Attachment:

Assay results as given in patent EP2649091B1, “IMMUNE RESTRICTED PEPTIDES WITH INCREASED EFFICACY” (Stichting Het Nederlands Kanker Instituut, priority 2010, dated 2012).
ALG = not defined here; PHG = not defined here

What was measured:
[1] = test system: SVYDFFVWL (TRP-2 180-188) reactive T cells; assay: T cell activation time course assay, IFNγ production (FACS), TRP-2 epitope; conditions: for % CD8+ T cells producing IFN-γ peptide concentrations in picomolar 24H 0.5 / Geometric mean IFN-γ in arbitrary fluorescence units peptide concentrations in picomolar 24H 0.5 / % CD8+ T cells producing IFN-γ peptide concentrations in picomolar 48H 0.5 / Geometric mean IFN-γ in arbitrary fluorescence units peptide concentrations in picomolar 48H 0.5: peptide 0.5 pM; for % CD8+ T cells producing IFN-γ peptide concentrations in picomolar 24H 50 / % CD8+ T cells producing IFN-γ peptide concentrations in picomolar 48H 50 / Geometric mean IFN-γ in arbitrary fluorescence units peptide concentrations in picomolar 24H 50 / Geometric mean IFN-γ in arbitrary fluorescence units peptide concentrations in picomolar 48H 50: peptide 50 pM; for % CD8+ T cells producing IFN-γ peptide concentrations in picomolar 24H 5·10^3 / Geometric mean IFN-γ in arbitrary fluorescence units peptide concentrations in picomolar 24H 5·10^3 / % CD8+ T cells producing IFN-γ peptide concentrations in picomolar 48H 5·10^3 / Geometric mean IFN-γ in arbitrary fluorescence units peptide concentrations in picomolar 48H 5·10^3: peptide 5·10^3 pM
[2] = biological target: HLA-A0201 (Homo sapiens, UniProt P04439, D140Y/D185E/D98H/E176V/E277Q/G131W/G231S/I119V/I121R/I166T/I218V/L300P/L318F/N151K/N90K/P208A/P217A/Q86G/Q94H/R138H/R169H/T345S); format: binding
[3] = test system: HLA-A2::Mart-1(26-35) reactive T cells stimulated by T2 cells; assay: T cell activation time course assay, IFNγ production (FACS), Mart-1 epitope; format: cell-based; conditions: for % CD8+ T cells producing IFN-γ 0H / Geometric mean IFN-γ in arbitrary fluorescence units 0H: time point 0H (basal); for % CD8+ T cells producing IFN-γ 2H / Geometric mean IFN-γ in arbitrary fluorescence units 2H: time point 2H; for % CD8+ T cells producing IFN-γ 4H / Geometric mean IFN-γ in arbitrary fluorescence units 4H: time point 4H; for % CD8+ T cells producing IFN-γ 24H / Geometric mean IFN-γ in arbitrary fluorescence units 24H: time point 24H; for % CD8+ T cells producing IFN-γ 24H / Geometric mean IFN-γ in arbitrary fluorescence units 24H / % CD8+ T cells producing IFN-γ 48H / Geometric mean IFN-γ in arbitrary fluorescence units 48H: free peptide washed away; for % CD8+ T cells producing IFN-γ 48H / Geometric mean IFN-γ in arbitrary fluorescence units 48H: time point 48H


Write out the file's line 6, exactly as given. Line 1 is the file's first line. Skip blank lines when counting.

[3] = test system: HLA-A2::Mart-1(26-35) reactive T cells stimulated by T2 cells; assay: T cell activation time course assay, IFNγ production (FACS), Mart-1 epitope; format: cell-based; conditions: for % CD8+ T cells producing IFN-γ 0H / Geometric mean IFN-γ in arbitrary fluorescence units 0H: time point 0H (basal); for % CD8+ T cells producing IFN-γ 2H / Geometric mean IFN-γ in arbitrary fluorescence units 2H: time point 2H; for % CD8+ T cells producing IFN-γ 4H / Geometric mean IFN-γ in arbitrary fluorescence units 4H: time point 4H; for % CD8+ T cells producing IFN-γ 24H / Geometric mean IFN-γ in arbitrary fluorescence units 24H: time point 24H; for % CD8+ T cells producing IFN-γ 24H / Geometric mean IFN-γ in arbitrary fluorescence units 24H / % CD8+ T cells producing IFN-γ 48H / Geometric mean IFN-γ in arbitrary fluorescence units 48H: free peptide washed away; for % CD8+ T cells producing IFN-γ 48H / Geometric mean IFN-γ in arbitrary fluorescence units 48H: time point 48H